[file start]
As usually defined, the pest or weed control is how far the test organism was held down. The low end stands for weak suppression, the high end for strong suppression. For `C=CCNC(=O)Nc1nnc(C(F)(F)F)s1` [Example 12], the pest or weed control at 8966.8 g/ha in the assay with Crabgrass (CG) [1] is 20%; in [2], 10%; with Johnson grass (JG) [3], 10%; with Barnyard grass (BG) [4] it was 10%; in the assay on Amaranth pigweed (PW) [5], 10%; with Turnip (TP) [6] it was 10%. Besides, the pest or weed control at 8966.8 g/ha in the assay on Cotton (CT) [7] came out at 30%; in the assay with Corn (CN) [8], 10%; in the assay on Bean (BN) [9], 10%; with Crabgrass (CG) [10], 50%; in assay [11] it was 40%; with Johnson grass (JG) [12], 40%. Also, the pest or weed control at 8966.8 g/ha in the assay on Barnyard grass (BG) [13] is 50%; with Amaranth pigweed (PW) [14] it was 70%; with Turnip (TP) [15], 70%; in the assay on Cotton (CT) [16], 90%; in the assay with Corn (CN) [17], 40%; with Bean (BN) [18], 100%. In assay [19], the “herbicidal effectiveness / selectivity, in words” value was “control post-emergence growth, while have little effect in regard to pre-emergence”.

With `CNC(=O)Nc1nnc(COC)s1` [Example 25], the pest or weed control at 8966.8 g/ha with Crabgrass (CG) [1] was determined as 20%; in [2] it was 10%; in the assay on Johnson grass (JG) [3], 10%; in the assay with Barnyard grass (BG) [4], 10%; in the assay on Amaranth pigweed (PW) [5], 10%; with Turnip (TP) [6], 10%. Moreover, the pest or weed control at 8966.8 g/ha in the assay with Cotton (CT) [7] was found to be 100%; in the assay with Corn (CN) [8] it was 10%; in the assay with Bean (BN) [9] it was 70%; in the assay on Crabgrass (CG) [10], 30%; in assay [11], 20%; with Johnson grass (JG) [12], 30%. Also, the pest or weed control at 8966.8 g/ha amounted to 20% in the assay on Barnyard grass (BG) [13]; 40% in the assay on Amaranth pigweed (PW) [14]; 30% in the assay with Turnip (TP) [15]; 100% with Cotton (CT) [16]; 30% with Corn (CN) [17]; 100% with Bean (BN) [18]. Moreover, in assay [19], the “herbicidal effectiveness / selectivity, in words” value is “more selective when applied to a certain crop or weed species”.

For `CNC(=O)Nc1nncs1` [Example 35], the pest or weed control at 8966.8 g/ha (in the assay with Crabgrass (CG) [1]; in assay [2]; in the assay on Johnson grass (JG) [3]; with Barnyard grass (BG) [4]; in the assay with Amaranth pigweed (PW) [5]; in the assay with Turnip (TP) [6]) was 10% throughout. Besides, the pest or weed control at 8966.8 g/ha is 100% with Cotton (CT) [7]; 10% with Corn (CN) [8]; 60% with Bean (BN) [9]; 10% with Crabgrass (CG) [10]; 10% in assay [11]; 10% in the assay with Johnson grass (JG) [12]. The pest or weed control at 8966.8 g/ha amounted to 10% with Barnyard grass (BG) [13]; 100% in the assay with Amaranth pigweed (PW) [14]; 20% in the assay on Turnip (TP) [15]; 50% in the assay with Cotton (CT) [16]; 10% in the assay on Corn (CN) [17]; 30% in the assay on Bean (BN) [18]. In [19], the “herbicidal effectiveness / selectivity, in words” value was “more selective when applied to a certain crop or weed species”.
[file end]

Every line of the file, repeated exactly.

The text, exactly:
As usually defined, the pest or weed control is how far the test organism was held down. The low end stands for weak suppression, the high end for strong suppression. For `C=CCNC(=O)Nc1nnc(C(F)(F)F)s1` [Example 12], the pest or weed control at 8966.8 g/ha in the assay with Crabgrass (CG) [1] is 20%; in [2], 10%; with Johnson grass (JG) [3], 10%; with Barnyard grass (BG) [4] it was 10%; in the assay on Amaranth pigweed (PW) [5], 10%; with Turnip (TP) [6] it was 10%. Besides, the pest or weed control at 8966.8 g/ha in the assay on Cotton (CT) [7] came out at 30%; in the assay with Corn (CN) [8], 10%; in the assay on Bean (BN) [9], 10%; with Crabgrass (CG) [10], 50%; in assay [11] it was 40%; with Johnson grass (JG) [12], 40%. Also, the pest or weed control at 8966.8 g/ha in the assay on Barnyard grass (BG) [13] is 50%; with Amaranth pigweed (PW) [14] it was 70%; with Turnip (TP) [15], 70%; in the assay on Cotton (CT) [16], 90%; in the assay with Corn (CN) [17], 40%; with Bean (BN) [18], 100%. In assay [19], the “herbicidal effectiveness / selectivity, in words” value was “control post-emergence growth, while have little effect in regard to pre-emergence”.

With `CNC(=O)Nc1nnc(COC)s1` [Example 25], the pest or weed control at 8966.8 g/ha with Crabgrass (CG) [1] was determined as 20%; in [2] it was 10%; in the assay on Johnson grass (JG) [3], 10%; in the assay with Barnyard grass (BG) [4], 10%; in the assay on Amaranth pigweed (PW) [5], 10%; with Turnip (TP) [6], 10%. Moreover, the pest or weed control at 8966.8 g/ha in the assay with Cotton (CT) [7] was found to be 100%; in the assay with Corn (CN) [8] it was 10%; in the assay with Bean (BN) [9] it was 70%; in the assay on Crabgrass (CG) [10], 30%; in assay [11], 20%; with Johnson grass (JG) [12], 30%. Also, the pest or weed control at 8966.8 g/ha amounted to 20% in the assay on Barnyard grass (BG) [13]; 40% in the assay on Amaranth pigweed (PW) [14]; 30% in the assay with Turnip (TP) [15]; 100% with Cotton (CT) [16]; 30% with Corn (CN) [17]; 100% with Bean (BN) [18]. Moreover, in assay [19], the “herbicidal effectiveness / selectivity, in words” value is “more selective when applied to a certain crop or weed species”.

For `CNC(=O)Nc1nncs1` [Example 35], the pest or weed control at 8966.8 g/ha (in the assay with Crabgrass (CG) [1]; in assay [2]; in the assay on Johnson grass (JG) [3]; with Barnyard grass (BG) [4]; in the assay with Amaranth pigweed (PW) [5]; in the assay with Turnip (TP) [6]) was 10% throughout. Besides, the pest or weed control at 8966.8 g/ha is 100% with Cotton (CT) [7]; 10% with Corn (CN) [8]; 60% with Bean (BN) [9]; 10% with Crabgrass (CG) [10]; 10% in assay [11]; 10% in the assay with Johnson grass (JG) [12]. The pest or weed control at 8966.8 g/ha amounted to 10% with Barnyard grass (BG) [13]; 100% in the assay with Amaranth pigweed (PW) [14]; 20% in the assay on Turnip (TP) [15]; 50% in the assay with Cotton (CT) [16]; 10% in the assay on Corn (CN) [17]; 30% in the assay on Bean (BN) [18]. In [19], the “herbicidal effectiveness / selectivity, in words” value was “more selective when applied to a certain crop or weed species”.